It was easy to miss Wang Haiyang's solo exhibition which opened at the beginning of November among the various openings and events during the busiest season in Shanghai, but although Capsule Shanghai is tucked away in a Western-style house in a courtyard at the heart of the former French Concession, it did not prevent the words about Wang Haiyang's solo exhibition to get around town, regardless of the gallery discreet effort to publicize the show during this "Art week".
The entrance of the gallery space has been remodeled into a circular area draped in blue curtains to enclose a space from other works of art, and the alternating black and white rings on the ground in this narrow and somewhat ambiguous atmosphere houses the video work Party in the Anus playing in loop on a monitor. One has to put on the headset to hear the dance rhythm. A transvestite in spandex dances with the music in the cavity of the human intestine, and the creases of intestinal lining resonate with the black and white rings on the ground. While the music and being engulfed under the blue velvet curtains appeal to the viewer to dance along with the figure in the moving image, into an interactive "party".
Queer humor often reveals a kind of self-mockery that masks as a self prescribed solution for internalizing negative opinions about being queer. Subsequently, it has formulated into a unique kind of queer language, especially given that the queer community is constantly "besieged" under negative views. At the same time, the sensibility in their observations has provided them with the necessary condition for humor.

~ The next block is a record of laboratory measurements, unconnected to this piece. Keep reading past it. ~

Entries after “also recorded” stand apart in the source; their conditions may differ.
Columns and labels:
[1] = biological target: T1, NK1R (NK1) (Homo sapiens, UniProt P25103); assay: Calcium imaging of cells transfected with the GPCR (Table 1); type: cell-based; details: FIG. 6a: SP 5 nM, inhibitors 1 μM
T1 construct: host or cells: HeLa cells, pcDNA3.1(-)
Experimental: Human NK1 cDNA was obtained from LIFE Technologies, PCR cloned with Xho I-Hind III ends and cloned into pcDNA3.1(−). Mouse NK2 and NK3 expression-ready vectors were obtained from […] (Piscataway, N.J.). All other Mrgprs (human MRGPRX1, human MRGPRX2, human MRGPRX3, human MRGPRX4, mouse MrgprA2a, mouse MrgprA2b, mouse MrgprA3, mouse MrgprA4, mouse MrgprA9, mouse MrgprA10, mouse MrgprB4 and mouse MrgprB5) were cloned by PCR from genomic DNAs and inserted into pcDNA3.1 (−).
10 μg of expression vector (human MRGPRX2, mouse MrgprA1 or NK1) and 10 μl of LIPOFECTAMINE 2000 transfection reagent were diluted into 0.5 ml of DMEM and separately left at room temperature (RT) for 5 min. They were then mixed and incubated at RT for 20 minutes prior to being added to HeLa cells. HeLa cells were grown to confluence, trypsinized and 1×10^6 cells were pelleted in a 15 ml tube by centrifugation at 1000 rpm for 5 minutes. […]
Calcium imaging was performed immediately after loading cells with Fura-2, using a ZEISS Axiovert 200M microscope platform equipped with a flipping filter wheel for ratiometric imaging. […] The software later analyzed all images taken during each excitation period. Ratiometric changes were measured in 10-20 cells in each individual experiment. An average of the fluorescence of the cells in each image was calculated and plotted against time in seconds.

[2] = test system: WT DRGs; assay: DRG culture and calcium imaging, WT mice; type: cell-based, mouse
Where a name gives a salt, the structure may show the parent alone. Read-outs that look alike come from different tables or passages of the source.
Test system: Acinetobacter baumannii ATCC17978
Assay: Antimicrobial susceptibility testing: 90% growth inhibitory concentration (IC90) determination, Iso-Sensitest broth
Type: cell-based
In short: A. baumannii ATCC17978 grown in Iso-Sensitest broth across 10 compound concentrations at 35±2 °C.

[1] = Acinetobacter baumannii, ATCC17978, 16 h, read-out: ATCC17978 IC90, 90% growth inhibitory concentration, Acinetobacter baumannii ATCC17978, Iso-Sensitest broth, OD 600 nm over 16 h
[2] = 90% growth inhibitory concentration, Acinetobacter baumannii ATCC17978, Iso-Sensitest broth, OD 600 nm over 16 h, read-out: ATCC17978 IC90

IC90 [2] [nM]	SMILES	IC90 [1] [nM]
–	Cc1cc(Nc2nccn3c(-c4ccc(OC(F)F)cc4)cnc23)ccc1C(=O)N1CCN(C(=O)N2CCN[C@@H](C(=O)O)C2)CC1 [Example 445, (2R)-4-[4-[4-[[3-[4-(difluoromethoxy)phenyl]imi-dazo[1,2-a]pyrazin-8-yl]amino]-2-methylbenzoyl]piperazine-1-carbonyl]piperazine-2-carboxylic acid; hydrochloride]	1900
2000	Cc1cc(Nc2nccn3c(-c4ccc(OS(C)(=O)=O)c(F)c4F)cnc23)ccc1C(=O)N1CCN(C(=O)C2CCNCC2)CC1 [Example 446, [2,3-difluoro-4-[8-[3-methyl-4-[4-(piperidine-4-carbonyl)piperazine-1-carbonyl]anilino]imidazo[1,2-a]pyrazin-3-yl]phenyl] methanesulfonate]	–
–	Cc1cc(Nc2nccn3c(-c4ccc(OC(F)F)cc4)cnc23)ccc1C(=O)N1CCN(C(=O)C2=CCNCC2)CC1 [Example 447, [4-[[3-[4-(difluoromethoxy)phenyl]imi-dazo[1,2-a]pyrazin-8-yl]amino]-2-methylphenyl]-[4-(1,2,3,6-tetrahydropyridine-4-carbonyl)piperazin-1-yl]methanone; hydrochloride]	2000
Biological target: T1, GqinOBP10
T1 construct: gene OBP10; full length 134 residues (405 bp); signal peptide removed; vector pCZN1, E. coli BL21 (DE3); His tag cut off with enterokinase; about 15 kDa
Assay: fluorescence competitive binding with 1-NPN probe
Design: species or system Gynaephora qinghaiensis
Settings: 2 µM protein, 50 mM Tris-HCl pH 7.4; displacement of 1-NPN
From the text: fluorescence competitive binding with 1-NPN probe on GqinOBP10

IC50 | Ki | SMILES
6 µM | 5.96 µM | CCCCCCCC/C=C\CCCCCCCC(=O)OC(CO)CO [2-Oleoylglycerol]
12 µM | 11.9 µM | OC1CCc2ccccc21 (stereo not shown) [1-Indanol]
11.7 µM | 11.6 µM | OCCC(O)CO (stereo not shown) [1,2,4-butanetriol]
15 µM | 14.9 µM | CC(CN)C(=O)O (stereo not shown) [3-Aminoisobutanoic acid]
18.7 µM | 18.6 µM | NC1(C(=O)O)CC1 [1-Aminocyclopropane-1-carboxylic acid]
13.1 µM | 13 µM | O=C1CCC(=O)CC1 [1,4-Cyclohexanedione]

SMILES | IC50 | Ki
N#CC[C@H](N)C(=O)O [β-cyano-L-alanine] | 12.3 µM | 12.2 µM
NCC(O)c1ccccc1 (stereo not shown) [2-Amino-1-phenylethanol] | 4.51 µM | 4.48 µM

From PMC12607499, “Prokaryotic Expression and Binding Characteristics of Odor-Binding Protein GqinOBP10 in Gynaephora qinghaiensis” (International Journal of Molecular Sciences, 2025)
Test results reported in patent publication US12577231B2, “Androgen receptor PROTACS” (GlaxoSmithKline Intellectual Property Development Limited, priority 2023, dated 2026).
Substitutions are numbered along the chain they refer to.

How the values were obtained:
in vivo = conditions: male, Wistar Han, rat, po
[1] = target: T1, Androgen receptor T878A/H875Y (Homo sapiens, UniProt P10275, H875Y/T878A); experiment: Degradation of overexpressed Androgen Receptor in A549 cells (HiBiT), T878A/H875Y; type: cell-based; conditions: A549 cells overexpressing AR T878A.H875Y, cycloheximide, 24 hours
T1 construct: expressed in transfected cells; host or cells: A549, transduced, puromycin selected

Stepping out of the blue curtain and entering in the room on the left, on view is the video The City of Dionysus (2018), a hefty work about death generates perceptual contrast and disparity to the work at the entrance. The narrative of The City of Dionysus tells the story of the lonely death of an elderly lady, interlaced with the stories about her life told through the voice-over narrative of her neighbor. This series of stories span across different times: a proud and aloof female who has never been married dies in her apartment, and was only discovered days after her death. Its imageries are rendered with a surrealist approach. Over the ruins of demolition among the dust and scraps, a giant silver face emerges; the human-like figure with tentacles appear on an empty square, then disappears again with the moving camera lens. The second half of the video breaks free from the previous narrative entirely, where the artist animates his hand-painted compositions of the human body and sexual organs, as well as the tentacles based on the archetype of sexual organs and floral variations. If the first half of this video is conceived as a realistic take on a magical realist novel, then the second half emanates the viewers into an illusory stream of consciousness composed of images. They convey the very essence from oppositional perspectives: the two aspects Dionysus represents, suffering and ecstasy. This is also where the title of the work comes from, at the same time, it also reveals Wang Haiyang's dichotomous positions in appropriating "Dionysus and Apollo" from Nietzsche's The Birth of Tragedy, unlike the order and formal beauty that Apollo represents, Dionysus is symbolic of the irrational and ecstasy. They are manifested through suffering and unhinged desires. The viewpoint of Dionysus-Apollo does not only concern the making of tragedy but can be also conceived as two entirely different approaches in addressing the complexity of the world. "The delirious Dionysus, his destruction of the everyday boundaries and rules, therein, we find the ambiguous component that all of one's personal past is imbued." For which, we are able to perceive the ways in which Wang Haiyang has represented pain and bliss, juxtaposing them to visualize this kind of "inebriation", one that makes suffering seem romantic and bliss seem bitter, both of which are indeed a complex emotion.